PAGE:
5 Tips on How to Connect with Your Patients

Nursing

For new nurses—or even seasoned ones—connecting with patients can sometimes be challenging. Maybe the patient is depressed or even angry. Your first impulse might be to just get the interaction over with, but Patti Thompson advises against that. Instead, she suggests the opposite.

Thompson is a nurse at Encompass Health Rehabilitation Hospital of Bakersfield in California. She’s served in her current role for nearly three years, but she’s been a nurse for over 35. She said making connections with your patients is key to their success and yours as a nurse.

“Just spend some time with them,” she said. “Get past just giving them food, pills and charting. Yes, that’s important, but take time to talk with them and let them know they are loved and being cared for well.”

Thompson has trained and mentored many nurses in her career. The following are her top tips for making meaningful connections with all your patients—even the more challenging ones.

Get to Know Your Patients

This means learning more about your patients than the medical condition that placed them in your care. Thompson said it means finding out about their background and what they enjoyed doing before their illness or injury.

Understanding your patient’s backstory can help you find common ground, and it also shows the person that you care, she added.

“You need to let them know that they have a friend,” Thompson said. “Learn about their lives and who they were before this. In inpatient rehabilitation, we work mainly with elderly patients. They are history books with legs. If you can start to appreciate that, you can really learn some things.”

Some basic get-to-know-you questions could include:

  • Where are you from?
  • What do you or did you do for a living?
  • What are you looking forward to most after leaving the hospital?
  • Do you have children/grandchildren and/or pets?

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Think Outside the Box

Thompson is always looking for personal ways to help lift her patients’ spirits. At the height of the COVID-19 pandemic, when all hospitals were closed to visitors, she planned a surprise anniversary celebration for one of her patients.

“We need to give them hope and things to look forward to, so they’re not just focusing on the things they’re missing when they’re with us,” she said. “I had a stroke patient during the pandemic when we were still on lockdown who was down because she wasn’t going to be able to spend her 50th wedding anniversary with her husband.”

Thompson called the patient’s husband, and had him bring her favorite meal. She and other staff members set up tables—one inside by the window, and the other just outside—allowing the couple to celebrate together. “It was so much fun,” Thompson recalled. “They were so excited, and we were able to get pictures for them.”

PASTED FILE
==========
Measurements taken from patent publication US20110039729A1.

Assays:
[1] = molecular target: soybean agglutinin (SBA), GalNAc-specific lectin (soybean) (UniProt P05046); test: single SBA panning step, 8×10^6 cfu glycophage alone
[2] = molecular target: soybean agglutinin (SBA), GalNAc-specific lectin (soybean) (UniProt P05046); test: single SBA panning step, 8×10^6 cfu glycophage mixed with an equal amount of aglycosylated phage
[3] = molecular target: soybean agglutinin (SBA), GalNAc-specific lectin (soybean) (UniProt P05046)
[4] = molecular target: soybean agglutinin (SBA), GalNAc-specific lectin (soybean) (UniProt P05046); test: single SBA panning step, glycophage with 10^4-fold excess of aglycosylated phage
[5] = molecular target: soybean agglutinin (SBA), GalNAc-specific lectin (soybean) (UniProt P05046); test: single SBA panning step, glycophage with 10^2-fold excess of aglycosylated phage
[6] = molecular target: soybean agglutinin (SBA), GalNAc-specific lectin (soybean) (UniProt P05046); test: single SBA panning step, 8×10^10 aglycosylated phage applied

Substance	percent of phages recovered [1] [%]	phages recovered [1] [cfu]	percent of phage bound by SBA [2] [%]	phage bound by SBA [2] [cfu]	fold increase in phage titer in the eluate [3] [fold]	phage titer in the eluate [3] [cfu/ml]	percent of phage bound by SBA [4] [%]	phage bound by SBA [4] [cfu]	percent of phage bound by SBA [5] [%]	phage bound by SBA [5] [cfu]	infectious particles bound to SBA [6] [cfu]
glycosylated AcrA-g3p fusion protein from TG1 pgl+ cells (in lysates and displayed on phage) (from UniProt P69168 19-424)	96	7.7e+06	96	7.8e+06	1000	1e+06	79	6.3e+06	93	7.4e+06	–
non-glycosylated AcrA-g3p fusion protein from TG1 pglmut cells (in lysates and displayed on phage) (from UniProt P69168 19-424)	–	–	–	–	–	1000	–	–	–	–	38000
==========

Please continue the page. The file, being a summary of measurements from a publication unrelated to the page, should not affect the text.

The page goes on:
Knowing important dates and life moments of your patients and celebrating them with them gives them encouragement and makes them feel like a person again, not just a patient, Thompson said.

Be Empathetic

Unless you have been in your patient’s same situation, you do not know what they are going through, but that doesn’t mean you can’t empathize with them.

Thompson said sometimes a gentle pat on the hand or shoulder is a good way of making a human connection with patients, and it’s often that simple touch that they need when they are feeling down or discouraged.

“I use touch because to me, it shows that I care,” she said. “So many are afraid to touch, but I think it shows compassion, and that you’re present and there for them.”

Listen and Let Them Vent

Some patients just need to talk, and often it’s not a family member they want to talk to. Thompson said it’s important to hear your patient out. Sit with them at eye level, and don’t act rushed or impatient.

If your patient is angry or frustrated, sometimes the best thing to do, Thompson said, is to let them talk it out, but set boundaries. If you feel threatened or unsafe, calmly leave the room and give the patient time to calm down or call for assistance.

“I had one patient once who would get mad and throw things,” she recalled. “I had to set boundaries with him. He was a young patient, and I became like a mother figure to him. You have to love with firmness. It depends on the patient. Sometimes you do just have to remove yourself from the situation.”

Have Fun

Humor can lighten the mood, and as the saying goes, “laughter is the best medicine.” Thompson has taken that to heart during her years as a nurse.

“It’s OK to be goofy and have fun with them,” she said. “By lifting the mood, you lift their spirits and give them hope, so laugh with them. Make them feel like they are more than a patient, and that they have a past and present, and they are going to have a future.”